Pretty much throughout the entirety of our time in Cleveland, there were spring rolls either being made, freshly baked out of the oven, or in the fridge ready to be reheated in my mom's magical air fryer. Can’t life always be like this? This scenario is not too much different than the fist 10 years of my life, because growing up in your family's Chinese restaurant meant that you could hop on into the kitchen and ask your grandpa to make you an egg roll as an afternoon snack at any moment. I would then proceed to cut the egg roll in half lengthwise, scoop out almost all the filling because cabbage was a scary thing to me in the 90s, and then aggressively cover the crispy and slightly veggie flavored egg roll skin with sweet and sour sauce. Ah, I miss my youth.
You'll notice that I'm switching between egg rolls and spring rolls. That's intentional because during my restaurant life we ate blistery egg rolls, but then my mom would always make crispy and crunchy spring rolls at home. I'm not sure why! Spring rolls have definitely become a staple at our house for whenever we have the whole family over for dinner, a birthday, or a barbecue. In recent years, my mom has adjusted her own recipe and developed a pretty fantastic baked spring roll. The baked version is awesome and still has a great crunch (that’s because my mom goes through the extra effort of squeezing all the liquid out of the cabbage by hand like a superhero)! Since they are baked you end up being able to eat a million of them without feeling like butt afterwards. They are simply filled with chicken and cabbage. I've gotten over my irrational fear of cabbage in the last 18 years, thankfully. I recently helped my mom make spring rolls and we added bean thread noodles. It adds a great texture to the filling and also helps absorb any excess moisture to ensure an earth shatteringly crisp crunch when you bite in without spending your whole afternoon squeezing cabbage. If you can’t find bean thread noodles, which are likely found at your local Asian market, you can omit them and they will taste just as good! You just might have a few less spring rolls to fry up.
The recipe I'm sharing with you guys requires frying the suckers, because I'm ignoring all the "healthy start to the new year" propaganda and I also haven't had a fried spring roll in ages! Oh, it was soooooooo worth it. Baked spring rolls are amazing, but freshly fried ones are incredible and such a treat!
Chinese New Year is also about 3ish weeks away and I feel like it is my duty to fry up all these delicious treats for you guys : )
Chicken and Cabbage Spring Rolls
makes 25 spring rolls
1 small head of green cabbage - shredded
1 1/2 lbs chicken tenders (breast works too)
1 tbsp olive oil
2 tbsp oyster sauce + 1 tbsp oyster sauce
1 heaping tbsp cornstarch
1 bundle of bean thread noodles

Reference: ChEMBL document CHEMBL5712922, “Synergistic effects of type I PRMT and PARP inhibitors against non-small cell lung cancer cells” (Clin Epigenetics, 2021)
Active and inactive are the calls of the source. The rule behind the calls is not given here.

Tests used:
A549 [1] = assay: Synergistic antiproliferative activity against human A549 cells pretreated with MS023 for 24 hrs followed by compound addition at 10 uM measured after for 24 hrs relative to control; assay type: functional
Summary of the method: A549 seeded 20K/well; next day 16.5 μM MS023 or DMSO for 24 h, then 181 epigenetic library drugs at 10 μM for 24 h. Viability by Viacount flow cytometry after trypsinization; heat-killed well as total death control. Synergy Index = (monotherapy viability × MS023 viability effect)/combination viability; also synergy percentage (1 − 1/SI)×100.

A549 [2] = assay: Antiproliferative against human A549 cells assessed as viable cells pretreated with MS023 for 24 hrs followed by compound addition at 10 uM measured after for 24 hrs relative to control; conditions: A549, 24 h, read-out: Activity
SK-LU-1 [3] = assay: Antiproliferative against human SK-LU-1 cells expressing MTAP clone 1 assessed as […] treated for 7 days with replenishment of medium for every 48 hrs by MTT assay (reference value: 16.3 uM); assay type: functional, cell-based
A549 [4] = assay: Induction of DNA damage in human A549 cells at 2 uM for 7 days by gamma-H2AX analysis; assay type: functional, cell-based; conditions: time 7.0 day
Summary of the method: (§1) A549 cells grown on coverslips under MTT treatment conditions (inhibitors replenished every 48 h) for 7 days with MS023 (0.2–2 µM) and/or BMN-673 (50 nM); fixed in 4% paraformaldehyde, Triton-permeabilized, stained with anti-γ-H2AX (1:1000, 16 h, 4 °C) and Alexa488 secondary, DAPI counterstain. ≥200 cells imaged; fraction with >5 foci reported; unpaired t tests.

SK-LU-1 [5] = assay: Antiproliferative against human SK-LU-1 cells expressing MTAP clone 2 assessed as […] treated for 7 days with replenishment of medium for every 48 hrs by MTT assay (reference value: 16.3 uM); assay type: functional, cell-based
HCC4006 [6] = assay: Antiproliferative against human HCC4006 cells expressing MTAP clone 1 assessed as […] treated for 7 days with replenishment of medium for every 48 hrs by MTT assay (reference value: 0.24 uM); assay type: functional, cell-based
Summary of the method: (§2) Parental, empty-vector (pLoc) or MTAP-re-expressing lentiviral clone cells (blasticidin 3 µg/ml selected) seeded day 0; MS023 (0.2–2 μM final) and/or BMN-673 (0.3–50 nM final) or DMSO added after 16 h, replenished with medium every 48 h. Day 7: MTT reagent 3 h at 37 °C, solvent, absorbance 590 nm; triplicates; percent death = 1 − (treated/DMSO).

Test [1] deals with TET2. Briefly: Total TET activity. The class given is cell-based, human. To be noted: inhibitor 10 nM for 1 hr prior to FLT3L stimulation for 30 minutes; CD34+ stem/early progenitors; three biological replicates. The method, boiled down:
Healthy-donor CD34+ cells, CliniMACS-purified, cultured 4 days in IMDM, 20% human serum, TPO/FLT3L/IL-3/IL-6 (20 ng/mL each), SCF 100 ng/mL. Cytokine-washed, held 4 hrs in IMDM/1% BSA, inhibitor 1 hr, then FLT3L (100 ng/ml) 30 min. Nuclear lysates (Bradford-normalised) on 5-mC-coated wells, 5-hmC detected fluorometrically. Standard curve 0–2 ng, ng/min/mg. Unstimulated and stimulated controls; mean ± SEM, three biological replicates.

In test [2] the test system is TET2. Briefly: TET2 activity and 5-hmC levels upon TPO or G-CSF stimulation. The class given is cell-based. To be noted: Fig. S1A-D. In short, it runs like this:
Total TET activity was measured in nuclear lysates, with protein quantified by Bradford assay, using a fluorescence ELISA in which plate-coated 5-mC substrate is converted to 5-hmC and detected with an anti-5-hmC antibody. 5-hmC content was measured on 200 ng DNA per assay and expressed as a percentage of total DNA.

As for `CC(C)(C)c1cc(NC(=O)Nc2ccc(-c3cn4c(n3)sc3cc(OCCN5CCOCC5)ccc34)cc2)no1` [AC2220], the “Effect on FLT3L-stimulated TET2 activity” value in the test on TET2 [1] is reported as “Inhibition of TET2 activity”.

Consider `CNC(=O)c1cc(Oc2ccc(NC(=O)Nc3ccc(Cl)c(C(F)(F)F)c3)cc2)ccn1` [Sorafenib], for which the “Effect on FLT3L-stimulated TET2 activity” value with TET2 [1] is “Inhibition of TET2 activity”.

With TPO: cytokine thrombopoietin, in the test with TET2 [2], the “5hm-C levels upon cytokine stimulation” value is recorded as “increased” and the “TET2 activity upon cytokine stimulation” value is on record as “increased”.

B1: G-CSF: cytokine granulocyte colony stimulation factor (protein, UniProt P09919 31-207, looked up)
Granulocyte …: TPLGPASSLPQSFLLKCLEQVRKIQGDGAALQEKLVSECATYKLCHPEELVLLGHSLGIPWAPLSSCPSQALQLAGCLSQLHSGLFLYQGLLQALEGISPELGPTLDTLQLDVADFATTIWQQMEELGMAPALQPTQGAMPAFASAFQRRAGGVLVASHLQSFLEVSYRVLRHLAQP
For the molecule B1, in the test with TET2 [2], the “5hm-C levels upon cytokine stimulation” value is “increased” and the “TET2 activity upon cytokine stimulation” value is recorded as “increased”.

3 green onion stalks - chopped
1 tsp sesame oil
1/4 water + 1/4 flour
25 spring roll wrappers
oil for frying
Slice chicken into thin bite sized pieces. Place in a bowl and toss with olive oil, 2 tbsp oyster sauce, cornstarch, pinch of salt, and a heavy dash of white pepper. Allow to marinade for at least 30 minutes and up to 2 hours.
Heat 2 tsp of oil in a skillet over medium high heat. Add shredded green cabbage and cook for 4-5 minutes until cabbage has slightly softened and the edges are slightly golden. Remove cabbage from the skillet and allow to cool in a large bowl.
With the skillet still on, add about 1/4 cup of water and bring to a boil. Add chicken, stir to evenly disperse chicken. cook in water for 4-5 minutes, stirring frequently. Water should have mostly evaporated by now. Remove chicken, avoiding scooping up any excess water, and add to the bowl of cabbage.
Place bean thread noodles in a heat proof bowl. Pour just boiled water over the noodles until they are fully submerged. Let noodles sit for 2-3 minutes until noodles are cooked. Drain the noodles well. Use a pair of kitchen scissors to cut the noodles into slightly smaller pieces. Add noodles to the bowl of cabbage and chicken.
Season the spring roll filling with another pinch of salt, dash of white pepper, 1 tbsp oyster sauce, and sesame oil. Add chopped scallions and toss everything until evenly combined. Allow the filling to completely cool.
Mix equal parts water and flour to form a paste for assembling the spring rolls.
Place spring roll wrapper on your work surface, positioned like a diamond (see images above). Place about 1/4 cup of filling in the bottom third of the wrapper (closer to you). Fold the bottom tip of the wrapper over the filling and tuck over the sides. Smear a bit of the flour paste around the edges of the wrapper and continue rolling the spring roll tightly. Repeat with remaining wrappers and filling.
Heat enough oil for frying in a heavy bottom pot or deep skillet. Heat to 360 degrees. Add a few spring rolls into the oil and fry for about 5 minutes until golden brown and crispy. Remove spring rolls from the oil and place on paper towels to remove excess oil. After about a minute, place on a wire rack to allow to cool. Repeat with remaining spring rolls.
Enjoy once cooled to a safe eating temperature with sweet and sour sauce!